Updated: Dec 8, 2020
In the past twenty-five years, the vampire has transformed from demon of the night to datable dark stranger in chemistry class. If you ask generation Z (born after 1995) to define the blood-thirsty undead, their description will shock you. The popularity of books like The Vampire Diaries (1991) by L.J. Smith and Twilight (2005) by Stephanie Meyers facilitated this change. Thus, the new self-loathing creature wrecked with human envy and a depressing consciousness of self was born.
We begin to see a glimpse of our favorite fanged ones, deviate from their classic ruthlessness. In Interview with The Vampire (1976) by Anne Rice. This novel is narrated by Louis the vampire who hates the vampiric way of life. Throughout his journey from human to undead, he experiences immense self-repulsion.
Later, we encounter Stefan Salvatore from the above-mentioned book series, The Vampire Diaries. Stefan is made and marketed as a good vampire. This creature refrains from drinking human blood. He is the embodiment of a tortured soul, grappling with love and compassion all while restraining his true demon nature. Stefan attends Mystic Falls High School (with the help of a daylight ring) where he meets and falls for a human teenaged girl. This challenges the idea that all vampires are evil. Sure, Stefan is a 160 + year old demon, but how can he truly be bad if he can repent and restrain himself? The author wants the reader to sympathize with this monster, even root for it to succeed.
Fifteen years or so later, we meet Edward Cullen in Twilight—who attends high school too, like a good vampire. Edward calls himself the vampire version of a vegetarian. This heartthrob is also a conflicted soul who hates the monster he’s become and worship’s his girlfriend’s humanity to the point of envy. He says he’s evil over and over in the book, but we don’t buy it. Pure evil has no regrets.
The good vampire is great for selling movie tickets and attracting a new viewership to age-old tales. But from a historical standpoint, it’s a largely inaccurate atrocity and shouldn’t exist at all. A scholar of these creatures would know that a Vampire is a demon incapable of human emotion. We’ve had our fun with the hunky, broody, boy next door creature. Its time to cancel them forever. Here’s why:
Cancel self-suffering, wimpy creatures made popular by teen shows and films.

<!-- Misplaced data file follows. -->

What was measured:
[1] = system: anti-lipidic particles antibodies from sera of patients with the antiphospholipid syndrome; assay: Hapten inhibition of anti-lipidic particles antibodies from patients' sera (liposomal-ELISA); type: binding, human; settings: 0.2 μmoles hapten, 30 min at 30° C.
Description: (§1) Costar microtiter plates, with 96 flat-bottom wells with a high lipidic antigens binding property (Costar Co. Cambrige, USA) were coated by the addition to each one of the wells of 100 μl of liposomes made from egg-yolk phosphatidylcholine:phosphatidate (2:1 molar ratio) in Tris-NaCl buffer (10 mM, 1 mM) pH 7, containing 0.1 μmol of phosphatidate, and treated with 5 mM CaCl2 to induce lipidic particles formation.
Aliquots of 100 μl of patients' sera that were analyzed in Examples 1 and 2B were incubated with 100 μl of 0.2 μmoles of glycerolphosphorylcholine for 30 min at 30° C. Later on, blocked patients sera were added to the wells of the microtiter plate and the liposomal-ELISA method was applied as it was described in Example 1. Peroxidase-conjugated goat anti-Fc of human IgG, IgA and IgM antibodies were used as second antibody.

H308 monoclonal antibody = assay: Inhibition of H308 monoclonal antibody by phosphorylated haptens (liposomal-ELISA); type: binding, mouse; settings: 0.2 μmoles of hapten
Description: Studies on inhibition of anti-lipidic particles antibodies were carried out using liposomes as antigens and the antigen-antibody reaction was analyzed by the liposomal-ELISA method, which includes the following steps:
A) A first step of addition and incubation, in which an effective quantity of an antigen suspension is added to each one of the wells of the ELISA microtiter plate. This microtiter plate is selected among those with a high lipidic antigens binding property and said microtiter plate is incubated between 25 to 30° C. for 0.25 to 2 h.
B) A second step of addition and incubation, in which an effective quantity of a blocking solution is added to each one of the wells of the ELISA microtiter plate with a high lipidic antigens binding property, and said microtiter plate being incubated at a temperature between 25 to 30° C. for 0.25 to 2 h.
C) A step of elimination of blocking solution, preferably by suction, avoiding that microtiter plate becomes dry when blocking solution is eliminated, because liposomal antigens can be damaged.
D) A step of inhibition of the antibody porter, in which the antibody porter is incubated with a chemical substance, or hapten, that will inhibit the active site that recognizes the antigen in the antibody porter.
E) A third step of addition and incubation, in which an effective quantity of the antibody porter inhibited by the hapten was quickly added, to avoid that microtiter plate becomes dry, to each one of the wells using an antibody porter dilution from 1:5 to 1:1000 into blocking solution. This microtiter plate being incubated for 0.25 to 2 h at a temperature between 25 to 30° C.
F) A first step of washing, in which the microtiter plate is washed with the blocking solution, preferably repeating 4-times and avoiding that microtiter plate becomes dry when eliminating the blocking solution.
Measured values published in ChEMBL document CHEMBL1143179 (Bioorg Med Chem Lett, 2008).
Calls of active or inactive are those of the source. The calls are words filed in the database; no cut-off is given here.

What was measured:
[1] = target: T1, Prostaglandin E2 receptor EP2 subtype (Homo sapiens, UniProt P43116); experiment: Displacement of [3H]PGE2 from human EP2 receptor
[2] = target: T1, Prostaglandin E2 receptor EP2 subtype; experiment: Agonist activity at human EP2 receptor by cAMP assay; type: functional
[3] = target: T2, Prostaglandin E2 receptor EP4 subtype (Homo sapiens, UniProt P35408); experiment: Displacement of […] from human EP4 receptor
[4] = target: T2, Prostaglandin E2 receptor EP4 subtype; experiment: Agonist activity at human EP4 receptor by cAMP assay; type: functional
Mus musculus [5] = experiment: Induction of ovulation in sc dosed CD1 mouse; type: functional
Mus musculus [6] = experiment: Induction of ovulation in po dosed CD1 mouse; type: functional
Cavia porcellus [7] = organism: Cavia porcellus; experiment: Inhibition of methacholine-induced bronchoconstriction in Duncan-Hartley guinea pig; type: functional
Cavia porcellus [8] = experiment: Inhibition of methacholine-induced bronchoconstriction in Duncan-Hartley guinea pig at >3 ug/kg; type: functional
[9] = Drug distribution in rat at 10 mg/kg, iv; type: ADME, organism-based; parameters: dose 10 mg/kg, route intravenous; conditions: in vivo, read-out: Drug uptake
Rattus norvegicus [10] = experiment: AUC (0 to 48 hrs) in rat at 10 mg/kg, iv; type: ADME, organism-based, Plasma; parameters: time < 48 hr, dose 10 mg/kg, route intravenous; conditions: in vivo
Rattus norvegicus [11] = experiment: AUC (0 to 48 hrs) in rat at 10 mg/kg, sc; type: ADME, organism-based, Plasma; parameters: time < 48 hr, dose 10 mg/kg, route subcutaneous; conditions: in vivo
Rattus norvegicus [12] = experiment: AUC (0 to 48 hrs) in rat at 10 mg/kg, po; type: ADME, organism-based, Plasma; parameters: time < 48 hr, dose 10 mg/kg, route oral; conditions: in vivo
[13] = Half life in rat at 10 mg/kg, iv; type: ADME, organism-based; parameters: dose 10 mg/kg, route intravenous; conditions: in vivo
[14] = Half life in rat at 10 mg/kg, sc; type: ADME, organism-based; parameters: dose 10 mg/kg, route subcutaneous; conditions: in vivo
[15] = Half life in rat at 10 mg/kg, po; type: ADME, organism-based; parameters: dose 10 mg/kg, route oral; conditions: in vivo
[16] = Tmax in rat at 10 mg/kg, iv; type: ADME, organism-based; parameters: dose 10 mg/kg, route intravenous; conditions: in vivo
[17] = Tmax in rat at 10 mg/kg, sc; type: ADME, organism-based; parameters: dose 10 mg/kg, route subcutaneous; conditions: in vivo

The Vampyre A Tale written in 1819 by John William Polidori described on Amazon as “the progenitor of the romantic vampire genre. In this short tale, Polidori’s pioneer vampire is armed with a “winning tongue,” to easily charm others yet did not possess the capacity for friendship. When observed, Lord Ruthven, the creature, “had nothing in common with other men,” and seemed a well-loved loner.
In Carmilla by J. Sheridan Le Fanu, first published in 1872, a single father allows a woman to leave her daughter at his house after their carriage “breaks down” in front of his vast abode. In a short time, the women in their town began to mysteriously fall ill and perish—including his own ailing daughter, who out of loneliness, developed an attachment to the striking visitor. The vampire in this tale possessed supreme allure, beauty, and an evil fitting of a soulless demon.
And lastly, Count Dracula, by Bram Stoker (the most famous of the three). This creature created the archetypal vampire. Dracula, the Transylvanian demon who lived in a castle with three beautiful brides, was charismatic and hospitable. Yet him and his spouses tormented the townsfolk, the book even alluded to Dracula feeding his wives’ infants. Count Dracula, king of the undead cold ones who thirsted for human blood in all of the many renditions did not loathe himself.
Lord Ruthven, Carmilla, and Dracula were foundational beasts of which all other vampires were based. These creatures were just as alluring and attractive as they were remorseless, and evil. Unlike Cullen and Salvatore, you definitely couldn’t date or befriend the classic OV’s. And they did not waste a second of their immortal lives on repentance.
Vampires are creatures of the night, demons driven by a perpetual thirst for human blood. The creatures possess a mastery of attraction, compulsion, and glamour. She may appear as the woman of your dreams, a succubus of terrific talents. For a night, he can present himself as the handsome stranger that chose you despite catching the eye of everyone else around them. The demon transforms pain into ecstasy, fear into fun all while feeding on your flesh. Beware!
Vampires are demons—nocturnal beings lurking about to tempt you, test your faith and ultimately take your life. Although appearing human, these monsters do not and should not suffer the consciousness of self, experience regret or long to be human. From now on, the vampire should be depicted as what they truly are – beautiful, blood-thirsty beasts.